The episode’s big climax, in which Tyson’s character reveals a family secret that shows that her daughter is as different from her mother as it may initially seem, is staged with Tyson combing Davis’s hair— her natural hair. The ritual of it all is an integral part of black culture, slices of which we are still only now seeing for the first time.
Again, Nowalk credits a diverse writers’ room for shepherding moments like this to air.
“Whether there are slices of black culture or slices of gay culture or slices of Republican culture, with Asher, we’re just writing what we know,” he says. “It’s not a conscious decision to say, ‘What slice of culture are we going to show in this episode?’ It’s more just, ‘This is what a black mother and her black daughter would do.’ She would comb her hair. Then it was just like, ‘All right, let’s do that in the scene.’ It’s as simple as that.”
But even if writing these scenes are “simple” decisions, and there is no, at least by Nowalk’s admission, progressive agenda or crusade to change the face of television behind their eventual inclusion in episodes, Nowalk doesn’t appear to be naïve. He had to have known, for example, that showing one gay man eat out another gay man’s ass on primetime would stir a reaction, or that having Oscar nominee Viola Davis remove her wig on broadcast television would get people talking. Right?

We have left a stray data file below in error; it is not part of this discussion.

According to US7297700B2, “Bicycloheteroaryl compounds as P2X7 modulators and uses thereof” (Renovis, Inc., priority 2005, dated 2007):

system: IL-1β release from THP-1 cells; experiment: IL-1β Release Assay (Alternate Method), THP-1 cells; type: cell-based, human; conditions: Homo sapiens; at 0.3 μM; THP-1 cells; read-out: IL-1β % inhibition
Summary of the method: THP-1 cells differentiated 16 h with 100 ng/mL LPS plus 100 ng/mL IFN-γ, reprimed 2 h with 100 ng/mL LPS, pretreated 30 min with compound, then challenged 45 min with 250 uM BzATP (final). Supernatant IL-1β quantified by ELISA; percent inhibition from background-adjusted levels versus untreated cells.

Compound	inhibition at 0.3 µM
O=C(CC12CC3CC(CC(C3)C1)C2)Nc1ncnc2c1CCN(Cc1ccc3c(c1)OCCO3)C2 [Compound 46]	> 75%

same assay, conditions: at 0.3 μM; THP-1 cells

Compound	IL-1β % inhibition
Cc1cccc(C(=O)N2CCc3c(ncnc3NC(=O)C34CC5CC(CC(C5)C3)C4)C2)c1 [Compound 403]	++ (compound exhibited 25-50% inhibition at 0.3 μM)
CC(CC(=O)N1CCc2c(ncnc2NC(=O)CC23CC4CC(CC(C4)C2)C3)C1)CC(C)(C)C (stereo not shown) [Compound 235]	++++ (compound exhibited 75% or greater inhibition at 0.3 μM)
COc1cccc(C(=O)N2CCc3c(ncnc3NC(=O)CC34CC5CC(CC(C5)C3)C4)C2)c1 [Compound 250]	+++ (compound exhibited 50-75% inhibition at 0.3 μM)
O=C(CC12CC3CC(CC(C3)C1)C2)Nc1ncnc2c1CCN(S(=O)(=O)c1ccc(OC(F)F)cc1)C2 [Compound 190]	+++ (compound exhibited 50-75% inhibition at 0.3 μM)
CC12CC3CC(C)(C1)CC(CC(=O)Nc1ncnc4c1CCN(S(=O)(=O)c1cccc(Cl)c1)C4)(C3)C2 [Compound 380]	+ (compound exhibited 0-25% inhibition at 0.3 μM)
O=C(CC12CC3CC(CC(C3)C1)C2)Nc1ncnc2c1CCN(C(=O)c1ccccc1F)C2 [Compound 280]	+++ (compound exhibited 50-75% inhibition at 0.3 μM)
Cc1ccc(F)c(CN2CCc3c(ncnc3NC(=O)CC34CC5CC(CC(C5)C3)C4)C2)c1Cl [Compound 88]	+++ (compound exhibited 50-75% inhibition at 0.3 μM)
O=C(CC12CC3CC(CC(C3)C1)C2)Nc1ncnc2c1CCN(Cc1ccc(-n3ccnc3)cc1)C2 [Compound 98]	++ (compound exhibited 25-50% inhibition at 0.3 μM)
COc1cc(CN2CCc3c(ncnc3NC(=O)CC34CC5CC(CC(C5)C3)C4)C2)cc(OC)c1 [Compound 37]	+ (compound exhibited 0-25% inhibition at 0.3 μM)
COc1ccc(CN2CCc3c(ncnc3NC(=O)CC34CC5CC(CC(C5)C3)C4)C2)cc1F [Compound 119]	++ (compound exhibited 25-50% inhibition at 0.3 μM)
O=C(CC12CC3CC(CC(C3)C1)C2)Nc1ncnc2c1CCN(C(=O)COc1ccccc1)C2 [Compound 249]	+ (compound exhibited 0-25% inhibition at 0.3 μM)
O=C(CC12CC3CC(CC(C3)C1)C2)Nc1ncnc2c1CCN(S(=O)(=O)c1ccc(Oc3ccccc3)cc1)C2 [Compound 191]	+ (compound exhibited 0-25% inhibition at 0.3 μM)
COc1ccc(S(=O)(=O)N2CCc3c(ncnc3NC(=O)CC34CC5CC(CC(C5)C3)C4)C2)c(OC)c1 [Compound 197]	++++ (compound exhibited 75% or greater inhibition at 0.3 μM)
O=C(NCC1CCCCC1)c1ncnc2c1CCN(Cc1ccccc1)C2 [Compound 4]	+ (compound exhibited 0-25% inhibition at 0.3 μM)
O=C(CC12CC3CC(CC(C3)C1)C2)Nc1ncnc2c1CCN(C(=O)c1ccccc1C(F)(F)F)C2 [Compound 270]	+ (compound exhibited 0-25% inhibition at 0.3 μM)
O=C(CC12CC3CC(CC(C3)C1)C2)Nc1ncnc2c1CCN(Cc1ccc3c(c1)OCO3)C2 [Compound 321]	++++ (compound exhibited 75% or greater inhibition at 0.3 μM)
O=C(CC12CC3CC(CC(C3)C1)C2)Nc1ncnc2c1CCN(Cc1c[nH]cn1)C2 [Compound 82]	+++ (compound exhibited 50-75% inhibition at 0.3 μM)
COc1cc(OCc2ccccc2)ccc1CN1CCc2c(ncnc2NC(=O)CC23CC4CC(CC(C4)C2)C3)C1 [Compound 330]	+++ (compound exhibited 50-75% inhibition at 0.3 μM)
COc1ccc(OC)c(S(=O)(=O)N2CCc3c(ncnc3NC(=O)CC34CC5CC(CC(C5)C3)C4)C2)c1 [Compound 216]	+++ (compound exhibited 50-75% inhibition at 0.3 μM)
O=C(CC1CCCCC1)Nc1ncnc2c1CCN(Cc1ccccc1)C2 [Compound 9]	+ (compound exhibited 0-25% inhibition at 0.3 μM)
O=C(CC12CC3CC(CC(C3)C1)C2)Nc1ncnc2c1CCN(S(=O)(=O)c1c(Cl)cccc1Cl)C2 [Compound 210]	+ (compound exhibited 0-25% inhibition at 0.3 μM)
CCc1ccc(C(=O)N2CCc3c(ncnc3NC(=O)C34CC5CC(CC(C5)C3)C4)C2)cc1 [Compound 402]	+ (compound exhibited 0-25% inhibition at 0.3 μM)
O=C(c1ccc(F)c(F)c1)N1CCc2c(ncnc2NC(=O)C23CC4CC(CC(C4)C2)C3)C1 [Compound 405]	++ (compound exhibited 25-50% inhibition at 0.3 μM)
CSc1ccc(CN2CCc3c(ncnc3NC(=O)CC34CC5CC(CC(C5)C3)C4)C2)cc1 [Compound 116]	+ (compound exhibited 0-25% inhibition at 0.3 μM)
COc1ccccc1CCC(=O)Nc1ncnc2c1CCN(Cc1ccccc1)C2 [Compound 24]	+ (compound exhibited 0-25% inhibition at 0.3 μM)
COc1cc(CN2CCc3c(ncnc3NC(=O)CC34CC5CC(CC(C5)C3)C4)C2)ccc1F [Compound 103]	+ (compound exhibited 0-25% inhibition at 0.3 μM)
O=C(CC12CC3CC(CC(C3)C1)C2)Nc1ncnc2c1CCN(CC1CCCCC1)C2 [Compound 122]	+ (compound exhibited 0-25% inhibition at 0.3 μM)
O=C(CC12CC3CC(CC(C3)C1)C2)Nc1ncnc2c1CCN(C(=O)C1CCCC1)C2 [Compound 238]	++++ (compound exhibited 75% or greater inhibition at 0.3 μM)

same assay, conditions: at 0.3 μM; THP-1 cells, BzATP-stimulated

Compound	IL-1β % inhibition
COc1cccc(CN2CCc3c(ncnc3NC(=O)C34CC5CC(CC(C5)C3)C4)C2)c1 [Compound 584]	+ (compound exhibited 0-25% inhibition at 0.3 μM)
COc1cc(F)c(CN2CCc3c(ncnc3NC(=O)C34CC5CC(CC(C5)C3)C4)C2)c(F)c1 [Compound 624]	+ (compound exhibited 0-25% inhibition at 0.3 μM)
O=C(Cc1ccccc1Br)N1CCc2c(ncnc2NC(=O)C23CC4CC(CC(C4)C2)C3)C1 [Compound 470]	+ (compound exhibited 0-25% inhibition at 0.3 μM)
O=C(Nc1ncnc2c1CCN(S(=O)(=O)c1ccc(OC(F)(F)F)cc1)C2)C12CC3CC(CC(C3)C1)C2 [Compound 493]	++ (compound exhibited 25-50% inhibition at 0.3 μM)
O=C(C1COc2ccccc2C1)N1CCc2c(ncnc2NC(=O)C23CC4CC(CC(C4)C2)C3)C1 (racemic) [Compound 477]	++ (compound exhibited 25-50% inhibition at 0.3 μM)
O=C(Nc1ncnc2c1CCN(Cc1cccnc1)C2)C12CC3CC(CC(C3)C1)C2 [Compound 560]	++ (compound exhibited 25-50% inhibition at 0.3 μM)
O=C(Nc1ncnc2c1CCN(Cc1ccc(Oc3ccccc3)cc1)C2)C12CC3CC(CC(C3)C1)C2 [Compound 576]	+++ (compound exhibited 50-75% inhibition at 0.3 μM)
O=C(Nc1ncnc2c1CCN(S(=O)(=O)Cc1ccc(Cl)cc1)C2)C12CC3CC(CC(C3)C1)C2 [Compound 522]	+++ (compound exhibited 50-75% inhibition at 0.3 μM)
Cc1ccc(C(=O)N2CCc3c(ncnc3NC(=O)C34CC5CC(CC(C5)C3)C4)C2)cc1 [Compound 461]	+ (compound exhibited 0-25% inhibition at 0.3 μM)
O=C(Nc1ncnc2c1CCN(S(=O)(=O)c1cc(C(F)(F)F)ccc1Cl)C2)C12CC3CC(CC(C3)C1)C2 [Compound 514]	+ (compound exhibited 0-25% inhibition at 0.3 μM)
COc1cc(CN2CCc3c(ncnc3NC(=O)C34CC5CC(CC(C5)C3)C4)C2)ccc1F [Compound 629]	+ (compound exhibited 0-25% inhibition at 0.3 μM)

“You hope they get reactions, because that means people are watching the show,” he admits. “For me, I get very excited by things that I haven’t seen before on TV. So when Viola pitched the wig moment, we knew we wanted to put that in the first two episodes because it was something new and something you haven’t seen every day. Because what’s the point of making TV if you just make something you see every day?”
Not to belabor the point, but something you seriously don’t see on TV every day: a rimming scene between two guys.
“In terms of the rimming scene, or the innuendo of rimming, that again felt like, to show two guys making out and about to have sex, what felt new and fresh?” he says. “It only comes from that.”
It’s actually quite tickling, even refreshing, to hear Nowalk’s humility and frankness when discussing the origins of these scenes. He speaks about them almost with a shrug. Us? We freaked the hell out after each one of them aired.
“That’s what’s surprising about a lot of reactions,” he says. “People tell me, ‘We haven’t seen two gay men make out like this on network TV.’ I’m always, like, ‘Really? Haven’t we?’ Because somewhere in my brain I feel like we have.”
If there’s a sense that the progress has already been made in the HTGAWM writers’ room, it might have to do with the show’s titanic producer, Shonda Rhimes, who has, with her series Grey’s Anatomy and Scandal, reinvented the way race, sexual orientation, and the complexity of human nature is portrayed on screen. Nowalk might be so cavalier about the strides his show is making because, for him, the way diversity’s portrayed should be—and is—the norm.
Like the rest of us, he worships at the altar of Shonda.
“I feel lucky because clearly a lot of these battles have been fought in the past. And clearly Shonda fought a lot of them,” he says. “And all I’m doing now as the showrunner of this show is getting to reap all the rewards. ABC wants new things and for the show to be fresh. So it’s been really easy, in a way that makes me very happy about the world.”